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Phillip Roth wins Spanish literary prize


US writer Phillip Roth is the latest recipient of Spain’s prestigious Prince of Asturias literature award.
Phillip Roth wins Spanish literary prize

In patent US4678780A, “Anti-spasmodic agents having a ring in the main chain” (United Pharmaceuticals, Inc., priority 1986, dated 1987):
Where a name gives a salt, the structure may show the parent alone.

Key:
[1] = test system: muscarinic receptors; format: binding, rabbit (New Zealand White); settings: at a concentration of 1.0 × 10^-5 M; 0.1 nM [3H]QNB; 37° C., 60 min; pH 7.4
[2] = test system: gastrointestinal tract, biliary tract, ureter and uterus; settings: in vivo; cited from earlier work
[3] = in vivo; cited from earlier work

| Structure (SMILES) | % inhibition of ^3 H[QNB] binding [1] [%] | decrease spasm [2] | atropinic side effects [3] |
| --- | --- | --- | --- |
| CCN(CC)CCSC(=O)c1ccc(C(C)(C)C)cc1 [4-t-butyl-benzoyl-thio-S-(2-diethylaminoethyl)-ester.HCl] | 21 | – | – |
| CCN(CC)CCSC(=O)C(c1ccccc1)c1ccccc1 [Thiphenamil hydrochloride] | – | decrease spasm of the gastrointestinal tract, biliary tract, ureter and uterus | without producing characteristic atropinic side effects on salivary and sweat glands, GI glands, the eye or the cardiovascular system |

Phillip Roth, the well-known US author of ‘Goodbye, Columbus’ and the Pulitzer-prize winning ‘American Pastoral’, has beaten out 23 contenders to win the 50,000 euro cash prize otherwise known as the Prince of Asturias literature award. The judging panel claimed to be particularly compelled by Roth’s “fluid, incisive writing.” "Characters, events and plots form a complex view of contemporary reality torn between reason and feeling, such as the sign of the times and the sense of unease about the present," the panel’s statement read. "The narrative work of Philip Roth forms part of the great American novel, in the tradition of John dos Passos, Scott Fitzgerald, Ernest Hemingway, William Faulkner, Saul Bellow or Bernard Malamud." Upon receiving the prestigious prize, Roth paid tribute to his “dear friend” Carlos Fuentes, the Mexican writer and polemicist who sadly passed away last month. Fuentes was himself a past recipient of the same prize, having won it in 1994. "Carlos was a dear friend of mine and a generous colleague for many decades and, of course, he was among the greatest novelists writing in Spanish in our era," Roth said. "I wish he were alive so that I could hear his mellifluous voice at the other end of the phone offering me congratulations in his courtly way." He also stated that he was “delighted” to have won the award, and said he was “thrilled that the jury should have found [his] work worthy of such an honour.” Roth’s career began in 1959, when he published his first novel, ‘Goodbye, Columbus’, to much critical acclaim. The book went on to win the U.S. National Book Award for Fiction, but it wasn’t until 1969 that he truly received the attention of the public, after his third published novel, ‘Portnoy’s Complaint’, a controversial and humorous depiction of a Jewish bachelor which was banned in some libraries in the United States was declared a “prohibited import” in Australia. Since then, Roth has become a highly acclaimed author that continues to receive awards and recognitions for his large body of work. A two-time recipient of the National Book Award and the National Book Critics Circle award, and the 1997 Pulitzer Prize, it appears that this latest award is just the most recent addition to Roth’s widely spread and critically acclaimed writing career. In winning it, he joins other renowned authors such as Peru’s Mario Vargas Llosa, Germany’s Gunter Grass and Canada’s Margaret Atwood.

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